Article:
Type 1 diabetes are required to take insulin injections to keep their blood sugar in control. Insulin jabs are usually required to be taken several times in a day and in some cases more than one type of insulin may be used. A new discovery claims that diabetics will no longer have to go through painful insulin injections as new anti-diabetes drugs will soon be able to do the needful. Researchers led by the University of Adelaide have shown how potential anti-diabetic drugs interact with their target in the body at the molecular level.
"Type two diabetes is characterized by resistance to insulin with subsequent high blood sugar which leads to serious disease. It is usually associated with poor lifestyle factors such as diet and lack of exercise," said John Bruning, from University of Adelaide.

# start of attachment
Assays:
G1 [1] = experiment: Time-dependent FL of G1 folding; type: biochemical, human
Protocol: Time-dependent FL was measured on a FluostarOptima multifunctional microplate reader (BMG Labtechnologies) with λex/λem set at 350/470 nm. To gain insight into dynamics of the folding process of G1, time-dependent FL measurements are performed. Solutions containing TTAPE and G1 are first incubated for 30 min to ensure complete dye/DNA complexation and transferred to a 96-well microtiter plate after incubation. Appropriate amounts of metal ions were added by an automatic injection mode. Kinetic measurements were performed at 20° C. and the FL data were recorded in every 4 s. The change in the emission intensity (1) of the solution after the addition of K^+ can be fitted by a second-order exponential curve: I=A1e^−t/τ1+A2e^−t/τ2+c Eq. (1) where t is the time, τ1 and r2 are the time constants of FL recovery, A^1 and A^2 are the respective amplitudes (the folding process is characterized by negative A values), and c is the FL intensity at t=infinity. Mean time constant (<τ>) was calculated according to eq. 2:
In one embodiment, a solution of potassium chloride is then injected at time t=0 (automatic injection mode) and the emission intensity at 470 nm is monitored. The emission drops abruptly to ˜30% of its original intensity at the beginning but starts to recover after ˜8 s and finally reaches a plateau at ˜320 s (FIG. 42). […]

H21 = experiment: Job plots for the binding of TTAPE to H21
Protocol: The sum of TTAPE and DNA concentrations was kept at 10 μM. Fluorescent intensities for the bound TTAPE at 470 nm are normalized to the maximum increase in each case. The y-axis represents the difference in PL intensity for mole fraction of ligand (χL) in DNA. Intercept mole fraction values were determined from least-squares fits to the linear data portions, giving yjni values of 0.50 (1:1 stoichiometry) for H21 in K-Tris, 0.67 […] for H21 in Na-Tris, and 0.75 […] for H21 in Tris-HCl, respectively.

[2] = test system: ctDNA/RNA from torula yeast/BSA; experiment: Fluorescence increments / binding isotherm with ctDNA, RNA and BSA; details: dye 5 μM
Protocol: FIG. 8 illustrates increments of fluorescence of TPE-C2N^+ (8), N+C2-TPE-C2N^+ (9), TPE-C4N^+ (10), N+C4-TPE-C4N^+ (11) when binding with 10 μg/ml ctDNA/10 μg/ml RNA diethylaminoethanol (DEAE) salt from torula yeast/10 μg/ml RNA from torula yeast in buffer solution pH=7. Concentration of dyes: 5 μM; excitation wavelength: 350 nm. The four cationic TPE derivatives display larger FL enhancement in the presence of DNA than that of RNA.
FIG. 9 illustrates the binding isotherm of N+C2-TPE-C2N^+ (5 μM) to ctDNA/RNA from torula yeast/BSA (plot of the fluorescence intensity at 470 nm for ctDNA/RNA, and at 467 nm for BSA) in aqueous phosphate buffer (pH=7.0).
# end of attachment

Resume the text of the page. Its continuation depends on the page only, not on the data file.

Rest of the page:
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The new drug doesn't act on the liver to reduce glucose product like most commonly prescribed anti-diabetes drugs like Metformin. They target a protein receptor known as PPARgamma found in fat tissue throughout the body, either fully or partially activating it in order to lower blood sugar by increasing sensitivity to insulin and changing the metabolism of fat and sugar.
"People with severe diabetes need to take insulin but having to inject this can be problematic, and it's difficult to get insulin levels just right," said Bruning.
Inputs from PTI
Diabetes Mellitus is a condition wherein the body is either unable to produce insulin on its own or is not able to use it properly. Patients with